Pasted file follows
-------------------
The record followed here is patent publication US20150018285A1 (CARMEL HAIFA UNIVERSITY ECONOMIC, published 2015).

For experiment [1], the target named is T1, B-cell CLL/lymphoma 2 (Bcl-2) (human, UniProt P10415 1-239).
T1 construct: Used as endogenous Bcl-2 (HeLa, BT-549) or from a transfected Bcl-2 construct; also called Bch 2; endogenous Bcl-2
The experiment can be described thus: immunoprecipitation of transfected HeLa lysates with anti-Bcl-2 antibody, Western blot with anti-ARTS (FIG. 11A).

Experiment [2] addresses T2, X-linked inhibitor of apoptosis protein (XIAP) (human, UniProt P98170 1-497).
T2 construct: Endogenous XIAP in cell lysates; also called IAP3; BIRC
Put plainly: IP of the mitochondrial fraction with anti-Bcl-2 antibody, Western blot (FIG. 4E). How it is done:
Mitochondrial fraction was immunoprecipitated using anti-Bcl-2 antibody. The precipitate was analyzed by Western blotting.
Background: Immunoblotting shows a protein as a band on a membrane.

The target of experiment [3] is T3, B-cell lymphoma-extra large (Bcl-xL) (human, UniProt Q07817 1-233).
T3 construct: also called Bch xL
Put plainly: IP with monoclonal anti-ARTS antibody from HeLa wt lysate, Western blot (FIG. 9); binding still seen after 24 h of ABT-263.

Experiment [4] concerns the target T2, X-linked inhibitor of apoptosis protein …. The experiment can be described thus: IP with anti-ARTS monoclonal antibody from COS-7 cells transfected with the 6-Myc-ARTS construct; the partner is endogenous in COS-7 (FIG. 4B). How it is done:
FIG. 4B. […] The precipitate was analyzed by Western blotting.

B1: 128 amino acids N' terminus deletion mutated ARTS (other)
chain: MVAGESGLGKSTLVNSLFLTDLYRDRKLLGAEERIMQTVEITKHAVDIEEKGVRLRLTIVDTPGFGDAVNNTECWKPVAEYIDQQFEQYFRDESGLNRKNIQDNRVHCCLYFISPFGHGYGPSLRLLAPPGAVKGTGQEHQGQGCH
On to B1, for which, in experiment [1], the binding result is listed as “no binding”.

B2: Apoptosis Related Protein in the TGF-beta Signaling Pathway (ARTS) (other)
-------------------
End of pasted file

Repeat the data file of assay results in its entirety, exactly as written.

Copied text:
The record followed here is patent publication US20150018285A1 (CARMEL HAIFA UNIVERSITY ECONOMIC, published 2015).

For experiment [1], the target named is T1, B-cell CLL/lymphoma 2 (Bcl-2) (human, UniProt P10415 1-239).
T1 construct: Used as endogenous Bcl-2 (HeLa, BT-549) or from a transfected Bcl-2 construct; also called Bch 2; endogenous Bcl-2
The experiment can be described thus: immunoprecipitation of transfected HeLa lysates with anti-Bcl-2 antibody, Western blot with anti-ARTS (FIG. 11A).

Experiment [2] addresses T2, X-linked inhibitor of apoptosis protein (XIAP) (human, UniProt P98170 1-497).
T2 construct: Endogenous XIAP in cell lysates; also called IAP3; BIRC
Put plainly: IP of the mitochondrial fraction with anti-Bcl-2 antibody, Western blot (FIG. 4E). How it is done:
Mitochondrial fraction was immunoprecipitated using anti-Bcl-2 antibody. The precipitate was analyzed by Western blotting.
Background: Immunoblotting shows a protein as a band on a membrane.

The target of experiment [3] is T3, B-cell lymphoma-extra large (Bcl-xL) (human, UniProt Q07817 1-233).
T3 construct: also called Bch xL
Put plainly: IP with monoclonal anti-ARTS antibody from HeLa wt lysate, Western blot (FIG. 9); binding still seen after 24 h of ABT-263.

Experiment [4] concerns the target T2, X-linked inhibitor of apoptosis protein …. The experiment can be described thus: IP with anti-ARTS monoclonal antibody from COS-7 cells transfected with the 6-Myc-ARTS construct; the partner is endogenous in COS-7 (FIG. 4B). How it is done:
FIG. 4B. […] The precipitate was analyzed by Western blotting.

B1: 128 amino acids N' terminus deletion mutated ARTS (other)
chain: MVAGESGLGKSTLVNSLFLTDLYRDRKLLGAEERIMQTVEITKHAVDIEEKGVRLRLTIVDTPGFGDAVNNTECWKPVAEYIDQQFEQYFRDESGLNRKNIQDNRVHCCLYFISPFGHGYGPSLRLLAPPGAVKGTGQEHQGQGCH
On to B1, for which, in experiment [1], the binding result is listed as “no binding”.

B2: Apoptosis Related Protein in the TGF-beta Signaling Pathway (ARTS) (other)